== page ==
In Jo Perry’s debut novel, Dead is Better, Charles Stone is pretty sure he’s dead. He has bullet holes in his chest, and there’s a ghostly dog that seems to be his new companion. Unable to interact with the world of the living other than watching and listening, he and the dog—whom he names Rose—have nothing to do and all the time in the world to do it. When Charles and Rose try to unravel the circumstances of Charles’s death, they uncover a criminal who is raking in millions of dollars by cruelly exploiting, and sometimes killing, his victims. But what difference can a ghost make? And what does the dog have to do with all of this? (Page Burner Press)

Tuesday, January 13, 7pm
Justin Chapman discusses and signs Saturnalia: Traveling from Cape Town to Kampala in Search of an African Utopia

In the Spring of 2012, reporter and travel junkie Justin Chapman set off by himself on an epic journey across eight countries in Africa. Along the way, he narrowly escaped being locked away in a mental institution, visited an impoverished township that is changing its future with the help of an art-based nonprofit, got into a life-threatening car crash, lived with a group of Catholic priests, witnessed a witchcraft healing ceremony, and many other unique and harrowing situations. Saturnalia is an engrossing cultural exposition like no other.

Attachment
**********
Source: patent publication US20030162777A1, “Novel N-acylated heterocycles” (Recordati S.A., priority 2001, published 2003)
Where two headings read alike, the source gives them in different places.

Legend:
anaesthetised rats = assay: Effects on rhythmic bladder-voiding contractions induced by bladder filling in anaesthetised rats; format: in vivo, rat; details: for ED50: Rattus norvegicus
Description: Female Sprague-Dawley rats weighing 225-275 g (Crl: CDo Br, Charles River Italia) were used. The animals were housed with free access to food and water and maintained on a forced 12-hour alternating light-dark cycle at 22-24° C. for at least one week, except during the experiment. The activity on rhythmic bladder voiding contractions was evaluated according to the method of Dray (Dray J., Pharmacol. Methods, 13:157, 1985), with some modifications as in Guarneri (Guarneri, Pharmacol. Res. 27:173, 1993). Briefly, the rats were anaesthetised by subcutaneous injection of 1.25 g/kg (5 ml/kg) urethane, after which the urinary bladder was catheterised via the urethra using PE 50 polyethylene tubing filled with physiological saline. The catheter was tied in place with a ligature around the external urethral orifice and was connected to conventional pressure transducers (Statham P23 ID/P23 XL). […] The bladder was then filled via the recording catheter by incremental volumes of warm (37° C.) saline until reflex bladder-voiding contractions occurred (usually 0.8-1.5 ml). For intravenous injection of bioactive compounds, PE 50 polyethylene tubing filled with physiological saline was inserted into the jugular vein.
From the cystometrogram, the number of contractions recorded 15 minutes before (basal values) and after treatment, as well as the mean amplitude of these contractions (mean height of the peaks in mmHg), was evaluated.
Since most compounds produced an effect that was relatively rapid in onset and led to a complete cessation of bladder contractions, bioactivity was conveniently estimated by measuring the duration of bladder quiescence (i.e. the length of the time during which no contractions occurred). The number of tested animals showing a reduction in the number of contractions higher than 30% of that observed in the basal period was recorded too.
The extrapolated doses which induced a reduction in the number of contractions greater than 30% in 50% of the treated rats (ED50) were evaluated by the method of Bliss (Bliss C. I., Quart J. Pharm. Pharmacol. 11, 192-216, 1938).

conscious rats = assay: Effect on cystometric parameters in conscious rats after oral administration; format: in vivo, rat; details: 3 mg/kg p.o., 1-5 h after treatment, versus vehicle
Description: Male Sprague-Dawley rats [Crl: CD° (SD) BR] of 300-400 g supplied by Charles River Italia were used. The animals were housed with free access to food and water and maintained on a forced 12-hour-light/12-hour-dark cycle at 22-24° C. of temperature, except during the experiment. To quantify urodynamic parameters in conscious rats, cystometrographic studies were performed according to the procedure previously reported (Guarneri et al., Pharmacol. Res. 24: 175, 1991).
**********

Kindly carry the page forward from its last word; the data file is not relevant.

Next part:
Young Readers League Finale with Cece Bell!
Wednesday, January 14, 5pm

Meet Cece Bell, the author and illustrator of El Deafo. The story of El Deafo was inspired by Cece’s own experiences growing up and we can’t wait for you to meet her and hear her story firsthand. She’ll also answer questions and sign books. Afterwards we’ll have a photobooth where you can take pictures that look like you’re in your own graphic novel!

Thursday, January 15, 7pm
Mick Ebeling discusses and signs Not Impossible: The Art and Joy of Doing What Couldn’t Be Done

From the beginning, Mick Ebeling has dreamed big, but that doesn’t mean his accomplishments have come easy. Yet he found the courage to ignore his adversities and move on and get things done. The first result was the Eyewriter, which Time magazine called one of the “Top 50 Inventions of 2010,” a device that tracks eye movements and translates them into a cursor on a screen, then into paint on a canvas or a sculpture design. Later he travelled to the Sudan with the homemade prosthetic hand his team created and taught the locals to use the 3D printers—now every week another armless boy gets new working limbs and hands. Fascinating, inspiring, and optimistic, Not Impossible is a true testament to the power of determination.

Friday, January 16, 7pm
Sue Ann Jaffarian discusses and signs Ghost in the Guacamole

When sisters Lucinda and Ricarda feud over whether or not to sell the family business, medium Emma Whitecastle is called in to contact their deceased father for guidance. What he tells them from beyond the grave, however, is not what they expected. His death was not an accident, and the girls’ lives may be in danger if they decide not to sell. Now they must all work together to solve the mystery and avoid another murder in the family.

Saturday, January 17, 10:30am
Christian & Parker Jacobs present and sign Welcome to Goon Holler

From the creators of Yo Gabba Gabba comes a story about Tooba, a lonely, timid, and always hungry bigfoot, who stumbles upon Goon Holler, where Dosie takes him to a Goon Scout pancake breakfast and helps him make new friends. Tooba will also make a special appearance!

Saturday, January 17, 1pm James Silvani presents and signs Draw-a-Saurus: Everything You Need to Know to Draw Your Favorite Dinosaurs